It’s true: I am a degenerate candy addict. If you leave candy unattended, chances are I will eat it. Immediately. Seems like I’m not the only one. Artist Rey Reynoso brought this story to my attention: Someone broke into a Pennsylvania home and stole a bunch of jelly beans. The burglar knocked out a window in the front door and swiped a jar of jelly beans off the dining room table. The rest of the home—and property—was left untouched. Police speculate the perpetrator was scared off before s/he could steal any valuables. As for me, I think maybe the thief simply had a sweet tooth. That said, I have an alibi for last night: I was home in New York, eating Now & Laters.
Spree, serial, and mass murderers. While all three of types of murderers kill multiple people, there are major differences between each type. Although every rule has its exceptions, each generally has its own characteristics, the knowledge of which is instrumental to finding, arresting, and prosecuting the perpetrator. Serial killers are usually motivated largely by violent urges revolving around sex. They tend to carefully plan out each murder and take time to “cool off” between each one. Predators in the most literal sense of the word, serial killers are usually diagnosed a psychopaths (as opposed to psychotic) and tend to come across as normal, even likable, people who lead ordinary lives. Experts disagree about the number of victims a person must murder before being deemed a serial killer, but three is generally the accepted number. A mass murderer kills multiple people in one place. Motive doesn’t figure as much into defining someone as a mass murderer. Anyone from high-ranking Nazis during World War II to Julio Gonzalez, who set a fire killing eighty-seven people at the Happy Land social club in the Bronx, can be considered a mass murderer. Spree killers are more spontaneous than serial killers, and they kill in at least two different locations, unlike mass murderers. Andrew Cunanan, who murdered five people including legendary clothing designer Gianni Versace, over the course of three months, is an example of a spree killer. —Dwyer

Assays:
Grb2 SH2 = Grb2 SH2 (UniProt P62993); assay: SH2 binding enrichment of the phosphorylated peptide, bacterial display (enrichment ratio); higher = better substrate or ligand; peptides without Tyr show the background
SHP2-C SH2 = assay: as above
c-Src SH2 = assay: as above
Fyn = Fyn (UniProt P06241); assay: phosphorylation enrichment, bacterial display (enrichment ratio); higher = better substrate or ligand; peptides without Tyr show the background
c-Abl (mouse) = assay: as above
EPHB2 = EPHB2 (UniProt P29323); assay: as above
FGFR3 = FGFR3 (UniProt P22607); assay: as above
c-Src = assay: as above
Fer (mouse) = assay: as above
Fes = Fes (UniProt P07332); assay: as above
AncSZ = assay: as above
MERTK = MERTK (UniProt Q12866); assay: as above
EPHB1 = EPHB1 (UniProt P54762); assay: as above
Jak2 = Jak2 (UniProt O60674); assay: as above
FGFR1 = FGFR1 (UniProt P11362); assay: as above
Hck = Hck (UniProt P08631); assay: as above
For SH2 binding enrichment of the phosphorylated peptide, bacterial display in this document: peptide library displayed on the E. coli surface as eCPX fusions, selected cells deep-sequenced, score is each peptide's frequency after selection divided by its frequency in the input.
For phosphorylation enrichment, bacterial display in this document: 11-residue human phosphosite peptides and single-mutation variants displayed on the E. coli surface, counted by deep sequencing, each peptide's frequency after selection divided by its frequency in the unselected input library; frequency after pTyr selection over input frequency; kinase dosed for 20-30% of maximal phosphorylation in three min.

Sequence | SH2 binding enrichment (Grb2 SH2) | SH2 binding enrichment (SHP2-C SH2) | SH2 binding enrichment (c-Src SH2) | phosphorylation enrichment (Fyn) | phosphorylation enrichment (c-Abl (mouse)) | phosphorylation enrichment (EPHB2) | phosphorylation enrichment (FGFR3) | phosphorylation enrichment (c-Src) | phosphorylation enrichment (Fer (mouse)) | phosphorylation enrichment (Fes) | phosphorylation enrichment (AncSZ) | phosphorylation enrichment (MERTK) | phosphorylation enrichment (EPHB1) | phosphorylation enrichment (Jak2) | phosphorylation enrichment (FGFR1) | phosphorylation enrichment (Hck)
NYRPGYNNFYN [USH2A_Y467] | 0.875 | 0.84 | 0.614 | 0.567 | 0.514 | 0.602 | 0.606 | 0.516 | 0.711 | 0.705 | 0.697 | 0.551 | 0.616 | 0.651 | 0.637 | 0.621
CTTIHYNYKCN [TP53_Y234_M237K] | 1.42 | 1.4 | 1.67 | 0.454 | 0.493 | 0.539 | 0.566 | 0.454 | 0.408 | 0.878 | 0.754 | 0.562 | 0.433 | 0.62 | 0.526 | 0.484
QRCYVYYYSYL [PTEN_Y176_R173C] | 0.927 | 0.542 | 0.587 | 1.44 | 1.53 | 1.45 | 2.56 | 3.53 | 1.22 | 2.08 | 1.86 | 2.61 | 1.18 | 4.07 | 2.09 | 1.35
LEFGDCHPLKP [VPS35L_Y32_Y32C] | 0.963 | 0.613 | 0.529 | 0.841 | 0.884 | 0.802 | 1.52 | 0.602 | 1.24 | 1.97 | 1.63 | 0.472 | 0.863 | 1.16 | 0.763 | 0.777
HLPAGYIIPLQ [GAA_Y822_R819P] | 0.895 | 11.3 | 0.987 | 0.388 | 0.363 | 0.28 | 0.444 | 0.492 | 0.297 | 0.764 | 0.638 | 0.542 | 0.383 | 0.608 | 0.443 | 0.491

Jack McCoy has a habit of playing fast and loose with the rules. He also isn’t very fond of disclosure. Back when old Jack was Executive ADA his assistants often had to convince him to disclose favorable evidence to the defense. The lovely ladies weren’t soft-hearted; they were being pragmatic—and practicing safe law and following the Brady Rule (named for Brady v. Maryland), requires prosecutors to disclose materially exculpatory evidence in the government’s possession to the defense. According to the model rules of professional conduct (and a little old ruling by the Supreme Court), “a prosecutor in a criminal case is duty-bound to make timely disclosure to the defense of all evidence known to the prosecutor that supports innocence or mitigates the offense.” In other words, if Jack has evidence that supports Jill’s contention of innocence, he is required by law to hand it over to her defense attorney.